Issues: Food Policy Council
The Mississippi Food Policy Council has launched its own website. Visit www.mississippifoodpolicycouncil.com to see meeting minutes, resources, events, and other information. You can also find the MFPC on Facebook here.
It is no secret that Mississippi is ranked as the heaviest state in the nation. In 2009, 67.8% of people living in Mississippi were either overweight or obese. F as in Fat: How Obesity Rates are Failing in America, a study by the Robert Wood Johnson Foundation, suggests that one reason for this startling statistic is that many Americans do not have the adequate access or funds to buy healthy foods. As David Ludwig and Harold Pollack state in Journal of the American Medical Association, “Economic adversity induces consumers to replace nutritious but expensive produce with less costly, high-calorie, commodity- based products.” In order to combat this disparity, The Mississippi Food Policy Council is leading the fight to make healthier foods available to all individuals and to allow small farmers and producers to enter local markets in Mississippi by:
- Supporting the establishment of the Mississippi Healthy Foods Advisory Committee which will study areas of the state that are underserved in the retail availability of healthy foods and the impact of the limited retail availability on Mississippi residents. Details about the committee can be found in the MS House Bill 1170 here.
- Advocating to allow the use of SNAP/EBT (food stamps) at farmers markets around the state.
- Working to expand Farm to School programs within Mississippi.
- Advocating for sensible regulations that allow for in-home production of some low risk food items.
- Working to eliminate barriers to the third-party sale of produce.
- Promoting school and community gardens.
What is a Food Policy Council?
Food Policy Councils (FPCs) provide a unique forum for diverse stakeholders to come together and address common concerns regarding food policy including food systems, food security, farm policy, food regulations, health, and nutrition. Stakeholders include people such as farmers, city and state officials, non-profit organizations, chefs, food distributors, food justice advocates, educators, health professionals, and concerned citizens. FPCs bring together these stakeholders to share concerns and then utilize this diverse membership to act on common goals, thus influencing and shaping food policy.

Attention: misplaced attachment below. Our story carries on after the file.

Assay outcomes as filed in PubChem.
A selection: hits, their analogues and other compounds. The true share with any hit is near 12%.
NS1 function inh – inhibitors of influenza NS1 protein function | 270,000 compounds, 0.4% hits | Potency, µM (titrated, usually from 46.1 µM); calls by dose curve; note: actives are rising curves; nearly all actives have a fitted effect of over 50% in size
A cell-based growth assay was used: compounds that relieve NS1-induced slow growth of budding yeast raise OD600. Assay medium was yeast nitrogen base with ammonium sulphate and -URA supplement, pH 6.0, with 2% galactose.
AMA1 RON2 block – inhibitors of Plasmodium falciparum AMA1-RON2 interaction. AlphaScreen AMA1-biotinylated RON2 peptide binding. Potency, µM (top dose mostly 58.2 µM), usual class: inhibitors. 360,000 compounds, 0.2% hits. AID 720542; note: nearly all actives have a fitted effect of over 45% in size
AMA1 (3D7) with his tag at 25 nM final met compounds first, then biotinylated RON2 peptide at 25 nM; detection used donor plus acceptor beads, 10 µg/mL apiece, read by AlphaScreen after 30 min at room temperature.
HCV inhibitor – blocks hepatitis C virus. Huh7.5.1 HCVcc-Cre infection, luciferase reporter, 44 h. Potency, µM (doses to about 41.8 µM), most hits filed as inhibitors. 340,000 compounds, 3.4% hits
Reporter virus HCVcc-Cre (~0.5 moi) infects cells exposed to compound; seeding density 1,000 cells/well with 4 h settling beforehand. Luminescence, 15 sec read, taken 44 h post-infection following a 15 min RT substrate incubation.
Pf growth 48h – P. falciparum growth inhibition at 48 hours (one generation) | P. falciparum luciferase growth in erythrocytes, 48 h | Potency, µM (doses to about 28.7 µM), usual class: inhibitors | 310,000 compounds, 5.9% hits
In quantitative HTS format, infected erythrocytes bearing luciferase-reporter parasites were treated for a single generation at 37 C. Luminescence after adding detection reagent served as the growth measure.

More information about the Mississippi Food Policy Council
The Mississippi Food Policy Council was established in April of 2010 and is comprised of stakeholders focused on issues such as hunger, farming, health, nutrition and policy. The steering committee has been comprised of organizations such as: Mississippi Health Advocacy Program, Harvard Law School, Real Food Gulf Coast, Delta Directions Consortium, Community Foundation of Northwest Mississippi, Mississippi Poultry Association, Mississippi Fruit and Vegetable Growers’ Association, Indianola Main Street/Indianola Farmers Market, Cole Farms, North Delta Produce Growers Association, Delta Fresh Foods, Mississippi Roadmap to Health Equity, Mississippi Farm Bureau, Gulf Coast Health Educators, and Partnership for a Healthy Mississippi. Individuals from Mississippi State University, University of Mississippi, and several government agencies are also involved. The mission of the MS Food Policy Council is to advocate for food and farm policies that build healthy communities and strengthen local food systems.
- No available resources